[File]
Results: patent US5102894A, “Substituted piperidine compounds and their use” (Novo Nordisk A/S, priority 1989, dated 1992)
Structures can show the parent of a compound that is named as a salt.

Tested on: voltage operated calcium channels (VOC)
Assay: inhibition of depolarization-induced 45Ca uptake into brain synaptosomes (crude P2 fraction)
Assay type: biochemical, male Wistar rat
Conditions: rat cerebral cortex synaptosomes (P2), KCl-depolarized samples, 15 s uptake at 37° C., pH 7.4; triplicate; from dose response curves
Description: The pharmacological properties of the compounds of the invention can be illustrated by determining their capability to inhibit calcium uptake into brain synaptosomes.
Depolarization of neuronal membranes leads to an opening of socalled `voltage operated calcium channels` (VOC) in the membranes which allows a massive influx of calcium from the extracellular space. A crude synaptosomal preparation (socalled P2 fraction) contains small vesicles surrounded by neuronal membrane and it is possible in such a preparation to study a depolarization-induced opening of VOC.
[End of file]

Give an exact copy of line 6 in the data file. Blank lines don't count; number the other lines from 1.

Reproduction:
Conditions: rat cerebral cortex synaptosomes (P2), KCl-depolarized samples, 15 s uptake at 37° C., pH 7.4; triplicate; from dose response curves